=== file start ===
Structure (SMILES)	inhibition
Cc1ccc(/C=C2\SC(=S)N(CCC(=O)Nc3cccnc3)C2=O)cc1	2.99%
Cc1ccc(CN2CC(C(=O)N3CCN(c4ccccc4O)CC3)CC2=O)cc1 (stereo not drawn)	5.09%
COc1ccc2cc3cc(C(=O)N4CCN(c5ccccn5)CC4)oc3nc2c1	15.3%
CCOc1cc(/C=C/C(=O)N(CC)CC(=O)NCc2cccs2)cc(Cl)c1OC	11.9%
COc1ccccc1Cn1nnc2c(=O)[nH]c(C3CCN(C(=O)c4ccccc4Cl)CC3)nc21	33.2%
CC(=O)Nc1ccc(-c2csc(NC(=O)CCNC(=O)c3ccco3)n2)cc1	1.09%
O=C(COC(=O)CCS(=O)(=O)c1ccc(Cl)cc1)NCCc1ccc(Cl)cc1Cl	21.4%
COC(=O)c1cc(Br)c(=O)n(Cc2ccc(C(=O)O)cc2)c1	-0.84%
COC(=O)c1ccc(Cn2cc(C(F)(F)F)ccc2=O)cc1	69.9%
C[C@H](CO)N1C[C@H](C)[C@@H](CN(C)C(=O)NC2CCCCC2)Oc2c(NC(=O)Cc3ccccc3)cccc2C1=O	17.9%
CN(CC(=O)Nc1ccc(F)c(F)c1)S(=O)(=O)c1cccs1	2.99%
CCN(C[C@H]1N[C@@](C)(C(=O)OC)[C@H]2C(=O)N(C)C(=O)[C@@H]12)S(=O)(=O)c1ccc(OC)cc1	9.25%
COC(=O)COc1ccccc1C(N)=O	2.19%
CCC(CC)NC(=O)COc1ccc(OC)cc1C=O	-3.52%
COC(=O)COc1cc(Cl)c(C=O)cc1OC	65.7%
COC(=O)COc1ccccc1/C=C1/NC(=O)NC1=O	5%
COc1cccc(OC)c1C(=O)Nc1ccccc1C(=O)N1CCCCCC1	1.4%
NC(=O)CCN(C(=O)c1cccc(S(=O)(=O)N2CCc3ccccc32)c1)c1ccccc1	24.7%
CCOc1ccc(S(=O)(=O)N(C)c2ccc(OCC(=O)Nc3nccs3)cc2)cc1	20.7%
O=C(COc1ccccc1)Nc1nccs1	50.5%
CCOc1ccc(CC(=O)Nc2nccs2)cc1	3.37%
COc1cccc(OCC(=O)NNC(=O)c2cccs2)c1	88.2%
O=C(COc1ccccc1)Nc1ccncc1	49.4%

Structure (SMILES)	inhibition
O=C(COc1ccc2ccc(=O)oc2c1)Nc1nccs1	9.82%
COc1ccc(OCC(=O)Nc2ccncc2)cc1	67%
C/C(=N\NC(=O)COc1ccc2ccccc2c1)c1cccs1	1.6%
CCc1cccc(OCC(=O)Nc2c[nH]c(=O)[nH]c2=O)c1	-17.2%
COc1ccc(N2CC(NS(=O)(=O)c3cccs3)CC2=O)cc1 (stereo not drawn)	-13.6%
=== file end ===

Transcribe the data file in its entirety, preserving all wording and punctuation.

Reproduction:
Structure (SMILES)	inhibition
Cc1ccc(/C=C2\SC(=S)N(CCC(=O)Nc3cccnc3)C2=O)cc1	2.99%
Cc1ccc(CN2CC(C(=O)N3CCN(c4ccccc4O)CC3)CC2=O)cc1 (stereo not drawn)	5.09%
COc1ccc2cc3cc(C(=O)N4CCN(c5ccccn5)CC4)oc3nc2c1	15.3%
CCOc1cc(/C=C/C(=O)N(CC)CC(=O)NCc2cccs2)cc(Cl)c1OC	11.9%
COc1ccccc1Cn1nnc2c(=O)[nH]c(C3CCN(C(=O)c4ccccc4Cl)CC3)nc21	33.2%
CC(=O)Nc1ccc(-c2csc(NC(=O)CCNC(=O)c3ccco3)n2)cc1	1.09%
O=C(COC(=O)CCS(=O)(=O)c1ccc(Cl)cc1)NCCc1ccc(Cl)cc1Cl	21.4%
COC(=O)c1cc(Br)c(=O)n(Cc2ccc(C(=O)O)cc2)c1	-0.84%
COC(=O)c1ccc(Cn2cc(C(F)(F)F)ccc2=O)cc1	69.9%
C[C@H](CO)N1C[C@H](C)[C@@H](CN(C)C(=O)NC2CCCCC2)Oc2c(NC(=O)Cc3ccccc3)cccc2C1=O	17.9%
CN(CC(=O)Nc1ccc(F)c(F)c1)S(=O)(=O)c1cccs1	2.99%
CCN(C[C@H]1N[C@@](C)(C(=O)OC)[C@H]2C(=O)N(C)C(=O)[C@@H]12)S(=O)(=O)c1ccc(OC)cc1	9.25%
COC(=O)COc1ccccc1C(N)=O	2.19%
CCC(CC)NC(=O)COc1ccc(OC)cc1C=O	-3.52%
COC(=O)COc1cc(Cl)c(C=O)cc1OC	65.7%
COC(=O)COc1ccccc1/C=C1/NC(=O)NC1=O	5%
COc1cccc(OC)c1C(=O)Nc1ccccc1C(=O)N1CCCCCC1	1.4%
NC(=O)CCN(C(=O)c1cccc(S(=O)(=O)N2CCc3ccccc32)c1)c1ccccc1	24.7%
CCOc1ccc(S(=O)(=O)N(C)c2ccc(OCC(=O)Nc3nccs3)cc2)cc1	20.7%
O=C(COc1ccccc1)Nc1nccs1	50.5%
CCOc1ccc(CC(=O)Nc2nccs2)cc1	3.37%
COc1cccc(OCC(=O)NNC(=O)c2cccs2)c1	88.2%
O=C(COc1ccccc1)Nc1ccncc1	49.4%

Structure (SMILES)	inhibition
O=C(COc1ccc2ccc(=O)oc2c1)Nc1nccs1	9.82%
COc1ccc(OCC(=O)Nc2ccncc2)cc1	67%
C/C(=N\NC(=O)COc1ccc2ccccc2c1)c1cccs1	1.6%
CCc1cccc(OCC(=O)Nc2c[nH]c(=O)[nH]c2=O)c1	-17.2%
COc1ccc(N2CC(NS(=O)(=O)c3cccs3)CC2=O)cc1 (stereo not drawn)	-13.6%